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Best of July

Best of July

I’ve been reading a lot this summer, and so far my top picks for July are the following:

    Gone Girl by Gillian Flynn– Soon to be made into a movie, this thriller is full of plot twists and loads of suspense. The story is about Amy Dunn, who mysteriously goes missing from her house one summer day. Her husband, Nick, looks increasing suspicious as the investigation proceeds… but could he really have killed his wife?
    The Husband’s Secret by Liane Moriarty– This story is about a mother of three, Cecilia, and her seemingly perfect life, complete with her perfect husband… or so she thought. One day while Cecilia’s husband is out of town, she finds a letter addressed to her from her husband that is only to be opened upon his death, as it holds a life-changing secret. Curiosity gets the best of Cecilia, and after reading the letter her family’s life is forever changed… This is one of the best “chick-lit” books I’ve ever read. It has more suspense and is more thought-provoking than your average “chick-lit” read. Definitely recommend it, as I read the whole book in one day!
    OCD Love Story by Corey Ann Haydu– This YA book is about Bea, a high school student who struggles with Obsessive Compulsive Disorder. She soon falls for Beck, a boy in group therapy and finally she finds her match- someone who understands her quirks and can relate to her situation. It’s a cute, high school love story; however, it’s also raw and emotional, as it’s a very real depiction of living with a serious mental illness.
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The Fault in Our Stars

The Fault in Our Stars

It seems as though every second teen is requesting The Fault in Our Stars by John Green. When books are requested that often I have to read them, regardless of the topic, to see what all the fuss is about.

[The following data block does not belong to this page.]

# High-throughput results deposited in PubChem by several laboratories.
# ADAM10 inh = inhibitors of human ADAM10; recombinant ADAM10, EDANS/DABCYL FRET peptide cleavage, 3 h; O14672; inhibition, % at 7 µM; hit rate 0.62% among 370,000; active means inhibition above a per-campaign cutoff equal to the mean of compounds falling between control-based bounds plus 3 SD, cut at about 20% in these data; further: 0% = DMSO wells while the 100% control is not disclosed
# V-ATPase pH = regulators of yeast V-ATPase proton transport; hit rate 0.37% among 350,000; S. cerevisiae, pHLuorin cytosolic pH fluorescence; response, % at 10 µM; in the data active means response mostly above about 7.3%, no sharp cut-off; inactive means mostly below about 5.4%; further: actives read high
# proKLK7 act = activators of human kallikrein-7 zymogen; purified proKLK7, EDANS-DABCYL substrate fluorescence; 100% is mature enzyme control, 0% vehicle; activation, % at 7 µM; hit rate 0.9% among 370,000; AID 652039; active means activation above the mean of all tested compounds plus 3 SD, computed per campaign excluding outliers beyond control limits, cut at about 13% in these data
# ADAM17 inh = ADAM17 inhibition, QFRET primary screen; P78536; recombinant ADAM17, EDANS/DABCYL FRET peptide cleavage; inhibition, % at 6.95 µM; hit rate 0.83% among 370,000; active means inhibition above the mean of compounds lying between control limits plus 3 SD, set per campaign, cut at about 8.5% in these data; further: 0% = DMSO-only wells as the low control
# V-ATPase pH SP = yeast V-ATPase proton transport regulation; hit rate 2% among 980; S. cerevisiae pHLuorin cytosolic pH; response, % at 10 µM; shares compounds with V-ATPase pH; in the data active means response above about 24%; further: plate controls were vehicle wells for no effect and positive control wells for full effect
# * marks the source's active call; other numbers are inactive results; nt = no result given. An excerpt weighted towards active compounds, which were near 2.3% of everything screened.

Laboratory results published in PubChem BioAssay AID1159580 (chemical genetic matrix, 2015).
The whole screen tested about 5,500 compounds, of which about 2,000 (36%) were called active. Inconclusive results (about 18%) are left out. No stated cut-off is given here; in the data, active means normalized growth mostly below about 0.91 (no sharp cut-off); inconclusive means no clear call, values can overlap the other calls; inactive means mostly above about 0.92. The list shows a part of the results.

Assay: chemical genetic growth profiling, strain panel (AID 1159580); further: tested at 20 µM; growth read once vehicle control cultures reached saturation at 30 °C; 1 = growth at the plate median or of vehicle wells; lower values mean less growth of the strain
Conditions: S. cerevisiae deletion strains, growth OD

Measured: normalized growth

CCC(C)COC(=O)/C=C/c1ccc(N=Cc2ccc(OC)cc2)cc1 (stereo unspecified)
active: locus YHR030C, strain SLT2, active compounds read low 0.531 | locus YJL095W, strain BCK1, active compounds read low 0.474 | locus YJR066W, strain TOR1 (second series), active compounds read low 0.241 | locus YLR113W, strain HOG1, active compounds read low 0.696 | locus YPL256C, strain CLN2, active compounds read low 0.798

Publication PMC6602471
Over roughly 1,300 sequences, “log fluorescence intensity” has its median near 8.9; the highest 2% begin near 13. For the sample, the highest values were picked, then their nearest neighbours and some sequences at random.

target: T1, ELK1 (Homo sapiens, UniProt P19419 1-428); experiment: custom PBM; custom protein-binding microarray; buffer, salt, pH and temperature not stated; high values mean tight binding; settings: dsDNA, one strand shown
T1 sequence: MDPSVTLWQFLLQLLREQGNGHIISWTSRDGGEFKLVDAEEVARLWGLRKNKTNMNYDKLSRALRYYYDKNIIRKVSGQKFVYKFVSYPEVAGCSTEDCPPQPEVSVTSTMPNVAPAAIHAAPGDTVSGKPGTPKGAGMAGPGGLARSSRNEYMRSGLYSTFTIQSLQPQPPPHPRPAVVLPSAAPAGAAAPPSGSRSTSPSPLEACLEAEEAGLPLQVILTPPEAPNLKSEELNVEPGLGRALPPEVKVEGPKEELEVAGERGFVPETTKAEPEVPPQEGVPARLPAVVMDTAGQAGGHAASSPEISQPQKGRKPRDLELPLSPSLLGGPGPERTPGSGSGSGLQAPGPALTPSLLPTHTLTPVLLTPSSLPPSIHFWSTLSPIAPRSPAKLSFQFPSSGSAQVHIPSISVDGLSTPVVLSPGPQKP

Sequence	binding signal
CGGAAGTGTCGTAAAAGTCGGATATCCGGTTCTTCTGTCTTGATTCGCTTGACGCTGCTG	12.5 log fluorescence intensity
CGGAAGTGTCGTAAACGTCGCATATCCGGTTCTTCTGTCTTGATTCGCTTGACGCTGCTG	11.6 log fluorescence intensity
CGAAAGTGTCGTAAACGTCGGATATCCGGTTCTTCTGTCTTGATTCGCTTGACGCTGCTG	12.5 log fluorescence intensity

Amazon.com Review:

In The Fault in Our Stars, John Green has created a soulful novel that tackles big subjects–life, death, love–with the perfect blend of levity and heart-swelling emotion. Hazel is sixteen, with terminal cancer, when she meets Augustus at her kids-with-cancer support group. The two are kindred spirits, sharing an irreverent sense of humor and immense charm, and watching them fall in love even as they face universal questions of the human condition–How will I be remembered? Does my life, and will my death, have meaning?–has a raw honesty that is deeply moving. –Seira Wilson

Accolades for The Fault in Our Stars:

TIME Magazine’s #1 Fiction Book of 2012
An Entertainment Weekly Best Fiction Book of 2012
John Green is one of Entertainment Weekly’s Entertainers of the Year, 2012
#1 New York Times Bestseller
#1 Wall Street Journal Bestseller
A USA Today Bestseller
International Bestseller
#1 Children’s Indiebound Pick
New York Times Editor’s Choice
The Huffington Post Best Books of 2012
A Booklist Books for Youth Editor’s Choice
The Horn Book Fanfare List
A Publishers Weekly Best Book
A School Library Journal Best Book
Unprecedented EIGHT starred reviews

My review: I read half the book in one sitting, which obviously is a sign of a gripping book. It started off very strong, making you quickly grow close to main characters. It’s LOL funny at times, moving, and none too “teen angsty,” as many YA books. However, I felt like it fizzled toward the end. I wasn’t expecting a happily ever after type ending, but the so called turn in the story was predictable, and I was left a bit disappointed. Maybe I expected too much? It’s overall a good book, but not one that will stick with me, nor plague with me questions of what happened to the main character after the book ended, as it did to Hazel in An Imperial Affliction. *Spoiler Alert!* Okay, I take that back, I am starting to wonder how Hazel is doing…

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